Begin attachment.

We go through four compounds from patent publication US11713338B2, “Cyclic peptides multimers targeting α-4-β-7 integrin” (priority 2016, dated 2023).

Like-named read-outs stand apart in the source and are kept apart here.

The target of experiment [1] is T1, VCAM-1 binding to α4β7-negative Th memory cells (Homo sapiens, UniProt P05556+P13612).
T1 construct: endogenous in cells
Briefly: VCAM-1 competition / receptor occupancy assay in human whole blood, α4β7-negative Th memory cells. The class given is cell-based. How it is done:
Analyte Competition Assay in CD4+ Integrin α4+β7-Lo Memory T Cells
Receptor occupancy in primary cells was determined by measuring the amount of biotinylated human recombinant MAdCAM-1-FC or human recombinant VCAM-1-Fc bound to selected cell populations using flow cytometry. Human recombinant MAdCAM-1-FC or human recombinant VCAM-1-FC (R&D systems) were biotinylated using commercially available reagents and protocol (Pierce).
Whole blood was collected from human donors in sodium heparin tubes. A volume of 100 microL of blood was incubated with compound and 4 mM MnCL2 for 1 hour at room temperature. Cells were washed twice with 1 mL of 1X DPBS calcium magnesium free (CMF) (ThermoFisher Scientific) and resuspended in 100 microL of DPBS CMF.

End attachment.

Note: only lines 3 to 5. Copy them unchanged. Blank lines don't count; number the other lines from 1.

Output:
The target of experiment [1] is T1, VCAM-1 binding to α4β7-negative Th memory cells (Homo sapiens, UniProt P05556+P13612).
T1 construct: endogenous in cells
Briefly: VCAM-1 competition / receptor occupancy assay in human whole blood, α4β7-negative Th memory cells. The class given is cell-based. How it is done: